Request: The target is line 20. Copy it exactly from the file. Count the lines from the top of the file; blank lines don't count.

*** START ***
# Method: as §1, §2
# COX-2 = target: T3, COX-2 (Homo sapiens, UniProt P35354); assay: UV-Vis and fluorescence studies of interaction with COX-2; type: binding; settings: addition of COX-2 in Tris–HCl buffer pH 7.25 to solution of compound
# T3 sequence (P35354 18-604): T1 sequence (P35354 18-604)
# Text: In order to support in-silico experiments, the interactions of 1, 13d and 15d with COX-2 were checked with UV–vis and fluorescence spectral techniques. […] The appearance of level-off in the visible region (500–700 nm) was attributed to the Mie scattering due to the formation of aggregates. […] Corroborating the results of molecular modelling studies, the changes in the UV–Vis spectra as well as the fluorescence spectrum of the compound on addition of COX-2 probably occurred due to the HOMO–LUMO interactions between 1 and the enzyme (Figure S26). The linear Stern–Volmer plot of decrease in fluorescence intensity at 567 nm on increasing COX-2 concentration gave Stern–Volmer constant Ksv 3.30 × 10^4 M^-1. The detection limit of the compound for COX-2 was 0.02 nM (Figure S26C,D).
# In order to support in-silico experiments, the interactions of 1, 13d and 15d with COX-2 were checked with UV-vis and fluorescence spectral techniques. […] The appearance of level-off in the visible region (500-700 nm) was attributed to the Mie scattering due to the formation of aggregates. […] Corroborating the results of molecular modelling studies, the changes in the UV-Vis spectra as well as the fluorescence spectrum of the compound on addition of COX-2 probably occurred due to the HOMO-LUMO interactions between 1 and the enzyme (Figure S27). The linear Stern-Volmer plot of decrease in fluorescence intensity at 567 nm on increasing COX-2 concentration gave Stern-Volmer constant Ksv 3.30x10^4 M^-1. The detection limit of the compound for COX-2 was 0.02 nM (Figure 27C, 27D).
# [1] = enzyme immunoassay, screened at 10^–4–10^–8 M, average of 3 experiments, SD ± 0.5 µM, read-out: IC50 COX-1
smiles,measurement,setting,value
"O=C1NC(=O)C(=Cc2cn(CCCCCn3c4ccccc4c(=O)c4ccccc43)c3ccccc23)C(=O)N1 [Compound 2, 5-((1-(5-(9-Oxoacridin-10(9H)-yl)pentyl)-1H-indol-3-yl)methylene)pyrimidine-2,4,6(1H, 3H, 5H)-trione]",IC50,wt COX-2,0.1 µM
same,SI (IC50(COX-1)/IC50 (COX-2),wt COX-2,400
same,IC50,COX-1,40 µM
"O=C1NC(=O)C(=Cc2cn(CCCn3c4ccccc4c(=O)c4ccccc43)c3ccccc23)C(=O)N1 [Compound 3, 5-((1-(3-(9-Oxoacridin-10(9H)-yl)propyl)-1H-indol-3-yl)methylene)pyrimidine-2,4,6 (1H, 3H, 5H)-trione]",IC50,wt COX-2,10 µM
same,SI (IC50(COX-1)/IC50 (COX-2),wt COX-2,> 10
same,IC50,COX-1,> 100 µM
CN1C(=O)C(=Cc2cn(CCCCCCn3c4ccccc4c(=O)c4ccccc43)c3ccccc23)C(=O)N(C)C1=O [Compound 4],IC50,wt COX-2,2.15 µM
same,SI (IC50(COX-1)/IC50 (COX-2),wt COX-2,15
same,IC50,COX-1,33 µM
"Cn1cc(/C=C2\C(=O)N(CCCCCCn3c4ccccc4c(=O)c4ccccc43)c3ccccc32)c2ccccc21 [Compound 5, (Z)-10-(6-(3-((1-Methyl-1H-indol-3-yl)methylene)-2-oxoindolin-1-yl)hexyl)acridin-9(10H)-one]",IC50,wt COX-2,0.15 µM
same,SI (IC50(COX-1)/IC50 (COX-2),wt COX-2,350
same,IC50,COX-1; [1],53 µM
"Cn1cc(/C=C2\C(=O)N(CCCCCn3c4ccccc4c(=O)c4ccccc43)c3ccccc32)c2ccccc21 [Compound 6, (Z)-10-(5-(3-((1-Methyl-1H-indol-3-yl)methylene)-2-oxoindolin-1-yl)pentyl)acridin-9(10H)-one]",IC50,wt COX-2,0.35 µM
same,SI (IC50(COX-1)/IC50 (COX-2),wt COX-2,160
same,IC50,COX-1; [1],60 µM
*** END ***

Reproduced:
"Cn1cc(/C=C2\C(=O)N(CCCCCn3c4ccccc4c(=O)c4ccccc43)c3ccccc32)c2ccccc21 [Compound 6, (Z)-10-(5-(3-((1-Methyl-1H-indol-3-yl)methylene)-2-oxoindolin-1-yl)pentyl)acridin-9(10H)-one]",IC50,wt COX-2,0.35 µM